Bad, bad, bad movie accents

March 23, 2007 at 4:27 pm | Posted in Movies | Leave a comment

ScreenGrab presents the Top Ten Worst Accents in Movie History (via Defamer).

Bad accents are by far my biggest film pet peeve, so I’ve got a few additions to the list:

Andie MacDowell in Groundhog Day. Andie desperately tries to hide her Southern drawl behind a cloak of bad acting, but the jig’s up when she says “believe it or not, I studied nineteenth century French poerrtry.” Guess what, Andie: I don’t believe it.

Keanu Reeves in The Devil’s Advocate. Keanu also can’t do British (Much Ado About Nothing), but his Southern accent in this movie is so atrocious that it becomes sort of endearing. He’s trying so hard! Giving 110 percent! And it’s still awful! Awww.

Drew Barrymore in Ever After. Drew’s one of those actors that just is not capable of doing an accent (see Reeves, Keanu), but I forgive her most of the time. That being said, what the hell is going on in Ever After? For one thing, the movie is set in France, but everyone’s doing British accents. Except for Drew, who’s doing Deranged. She can’t pronounce the French names either, so it’s just a big ol’ mess.

Julianne Moore in An Ideal Husband. I can’t explain it, it just annoys me.

Brad Pitt in Interview with the Vampire. I guess I could fault Tom Cruise here, too, but I find Brad’s more irritating. Exceedingly mumbly. I also don’t like his hair.

Gary Oldman in The Fifth Element. Mr. Zorg’s accent is supposed to be Southern, I think. Brits tend to do Southern well (e.g. Jude Law in Cold Mountain), so perhaps Gary was just having a little fun with this role? Whatever he’s doing, it’s distractingly weird — and if his accent is the one thing I’m singling out as weird in a Luc Besson movie, then you know it’s totally off the reservation.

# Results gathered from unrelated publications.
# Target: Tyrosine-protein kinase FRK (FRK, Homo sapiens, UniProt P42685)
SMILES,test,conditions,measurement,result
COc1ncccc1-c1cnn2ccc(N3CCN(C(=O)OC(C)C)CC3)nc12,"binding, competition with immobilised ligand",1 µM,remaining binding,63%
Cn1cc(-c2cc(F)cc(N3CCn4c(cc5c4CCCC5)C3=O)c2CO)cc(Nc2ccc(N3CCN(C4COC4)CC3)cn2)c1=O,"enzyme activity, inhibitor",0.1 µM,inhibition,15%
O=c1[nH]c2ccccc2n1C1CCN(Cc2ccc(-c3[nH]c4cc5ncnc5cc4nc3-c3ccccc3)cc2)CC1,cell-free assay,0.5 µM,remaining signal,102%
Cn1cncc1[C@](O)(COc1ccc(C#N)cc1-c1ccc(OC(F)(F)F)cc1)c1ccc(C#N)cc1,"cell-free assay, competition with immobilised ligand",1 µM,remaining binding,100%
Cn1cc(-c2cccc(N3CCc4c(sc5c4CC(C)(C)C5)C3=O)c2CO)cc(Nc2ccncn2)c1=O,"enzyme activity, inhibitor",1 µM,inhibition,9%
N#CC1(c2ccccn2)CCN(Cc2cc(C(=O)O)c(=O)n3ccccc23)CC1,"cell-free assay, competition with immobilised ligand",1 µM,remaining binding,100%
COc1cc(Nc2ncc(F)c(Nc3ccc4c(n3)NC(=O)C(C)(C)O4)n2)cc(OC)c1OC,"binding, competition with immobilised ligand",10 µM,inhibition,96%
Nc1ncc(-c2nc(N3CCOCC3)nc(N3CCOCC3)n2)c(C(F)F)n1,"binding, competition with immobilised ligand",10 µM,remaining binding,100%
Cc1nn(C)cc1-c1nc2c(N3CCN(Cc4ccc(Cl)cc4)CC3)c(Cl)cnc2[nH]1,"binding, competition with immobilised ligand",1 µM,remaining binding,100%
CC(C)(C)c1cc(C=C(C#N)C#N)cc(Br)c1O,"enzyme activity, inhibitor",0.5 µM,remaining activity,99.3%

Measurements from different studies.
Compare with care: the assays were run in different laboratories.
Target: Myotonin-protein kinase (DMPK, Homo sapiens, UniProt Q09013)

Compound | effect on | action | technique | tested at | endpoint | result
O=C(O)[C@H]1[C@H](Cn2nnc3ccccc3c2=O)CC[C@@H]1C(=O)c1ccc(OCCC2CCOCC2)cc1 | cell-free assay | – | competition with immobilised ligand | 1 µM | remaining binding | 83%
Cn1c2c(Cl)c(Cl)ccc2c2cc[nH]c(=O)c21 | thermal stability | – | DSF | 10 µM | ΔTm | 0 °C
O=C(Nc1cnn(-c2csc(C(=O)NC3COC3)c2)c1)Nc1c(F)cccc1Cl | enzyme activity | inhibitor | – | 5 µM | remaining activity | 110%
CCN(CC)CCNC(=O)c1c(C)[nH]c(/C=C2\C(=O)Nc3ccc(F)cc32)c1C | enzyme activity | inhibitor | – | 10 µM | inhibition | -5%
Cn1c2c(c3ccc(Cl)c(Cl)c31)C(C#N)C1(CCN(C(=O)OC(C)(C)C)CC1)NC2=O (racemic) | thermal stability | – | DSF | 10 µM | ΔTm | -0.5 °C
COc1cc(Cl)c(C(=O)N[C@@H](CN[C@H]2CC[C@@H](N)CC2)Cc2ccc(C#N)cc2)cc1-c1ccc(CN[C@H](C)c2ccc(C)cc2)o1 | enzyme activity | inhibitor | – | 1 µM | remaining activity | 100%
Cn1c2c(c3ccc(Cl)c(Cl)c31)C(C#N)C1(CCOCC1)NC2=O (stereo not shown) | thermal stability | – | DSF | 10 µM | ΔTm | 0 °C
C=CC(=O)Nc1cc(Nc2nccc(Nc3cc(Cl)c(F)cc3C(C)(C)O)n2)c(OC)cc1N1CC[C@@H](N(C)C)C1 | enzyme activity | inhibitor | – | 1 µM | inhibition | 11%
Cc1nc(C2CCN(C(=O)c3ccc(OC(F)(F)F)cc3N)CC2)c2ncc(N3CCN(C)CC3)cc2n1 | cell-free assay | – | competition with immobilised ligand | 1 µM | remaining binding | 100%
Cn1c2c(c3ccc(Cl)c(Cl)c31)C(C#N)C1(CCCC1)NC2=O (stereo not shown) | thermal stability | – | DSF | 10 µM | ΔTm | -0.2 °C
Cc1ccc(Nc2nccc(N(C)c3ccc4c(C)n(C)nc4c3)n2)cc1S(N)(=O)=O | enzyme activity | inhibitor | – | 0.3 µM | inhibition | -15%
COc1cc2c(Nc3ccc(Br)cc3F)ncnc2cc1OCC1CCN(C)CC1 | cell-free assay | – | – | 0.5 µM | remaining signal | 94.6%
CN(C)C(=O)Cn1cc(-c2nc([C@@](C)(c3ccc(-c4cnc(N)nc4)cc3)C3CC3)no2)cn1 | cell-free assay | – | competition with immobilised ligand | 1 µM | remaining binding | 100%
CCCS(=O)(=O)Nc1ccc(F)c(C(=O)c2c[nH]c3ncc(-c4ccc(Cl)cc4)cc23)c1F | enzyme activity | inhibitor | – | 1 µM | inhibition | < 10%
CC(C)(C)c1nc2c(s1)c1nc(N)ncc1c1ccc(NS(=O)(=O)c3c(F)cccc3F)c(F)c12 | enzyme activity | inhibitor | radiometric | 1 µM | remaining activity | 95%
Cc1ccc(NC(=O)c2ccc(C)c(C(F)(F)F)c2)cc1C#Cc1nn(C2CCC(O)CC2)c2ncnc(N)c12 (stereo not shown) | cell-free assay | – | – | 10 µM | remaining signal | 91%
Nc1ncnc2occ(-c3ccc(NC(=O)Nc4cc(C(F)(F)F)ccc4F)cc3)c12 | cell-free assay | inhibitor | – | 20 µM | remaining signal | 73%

My picks for the best accents? Hank Azaria’s obviously the master; my faves are The Birdcage and America’s Sweethearts. Other so-offensive-they’re-good performances: Gedde Watanabe in Sixteen Candles (ohh sexy girrrrlfriend!) and Sacha Baron Cohen in Talledega Nights: The Ballad of Ricky Bobby. Cary Elwes (Twister, Kiss the Girls), Russell Crowe (The Insider), and Christian Bale (American Psycho, Batman Begins) are awesome at American accents.

Also, my pick for best intentionally bad accent: In Mickey Blue Eyes, Hugh Grant plays his typical British self but, after a series of wacky hijinks, has to pretend to be in the Mafia: “But what the hey? Me got it undew contwol. Fargettaboud it.” Must be heard to be believed.


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